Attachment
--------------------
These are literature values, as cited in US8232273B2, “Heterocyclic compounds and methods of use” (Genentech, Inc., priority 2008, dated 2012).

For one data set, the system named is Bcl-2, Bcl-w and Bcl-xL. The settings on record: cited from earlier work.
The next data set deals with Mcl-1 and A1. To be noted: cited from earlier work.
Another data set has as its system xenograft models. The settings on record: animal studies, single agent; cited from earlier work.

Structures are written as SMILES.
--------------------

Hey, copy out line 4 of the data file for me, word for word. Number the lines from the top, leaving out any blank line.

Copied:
Another data set has as its system xenograft models. The settings on record: animal studies, single agent; cited from earlier work.